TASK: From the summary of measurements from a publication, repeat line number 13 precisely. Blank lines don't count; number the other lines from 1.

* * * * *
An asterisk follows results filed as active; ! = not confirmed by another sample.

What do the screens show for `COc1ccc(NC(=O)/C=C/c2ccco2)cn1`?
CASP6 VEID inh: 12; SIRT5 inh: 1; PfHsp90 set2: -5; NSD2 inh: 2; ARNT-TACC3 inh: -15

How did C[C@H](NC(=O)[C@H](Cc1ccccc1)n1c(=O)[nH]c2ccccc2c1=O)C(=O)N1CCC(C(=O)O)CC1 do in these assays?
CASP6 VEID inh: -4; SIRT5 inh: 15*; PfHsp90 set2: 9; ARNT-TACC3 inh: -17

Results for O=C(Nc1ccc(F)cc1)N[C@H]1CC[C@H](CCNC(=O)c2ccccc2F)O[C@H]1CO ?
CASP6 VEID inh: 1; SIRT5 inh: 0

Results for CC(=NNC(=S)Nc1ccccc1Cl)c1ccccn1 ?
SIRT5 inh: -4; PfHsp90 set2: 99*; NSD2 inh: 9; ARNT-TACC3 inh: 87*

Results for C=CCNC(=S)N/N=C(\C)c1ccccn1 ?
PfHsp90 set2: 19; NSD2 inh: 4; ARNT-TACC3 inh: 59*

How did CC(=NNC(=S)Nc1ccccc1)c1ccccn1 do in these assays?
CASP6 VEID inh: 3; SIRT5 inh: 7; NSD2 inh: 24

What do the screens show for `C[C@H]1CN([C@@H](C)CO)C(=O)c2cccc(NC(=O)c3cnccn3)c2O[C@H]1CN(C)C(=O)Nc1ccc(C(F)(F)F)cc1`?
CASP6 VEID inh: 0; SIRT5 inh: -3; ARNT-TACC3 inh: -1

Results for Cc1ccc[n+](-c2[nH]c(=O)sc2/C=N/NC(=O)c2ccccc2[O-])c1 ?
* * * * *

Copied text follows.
CASP6 VEID inh: 3; SIRT5 inh: 7; NSD2 inh: 24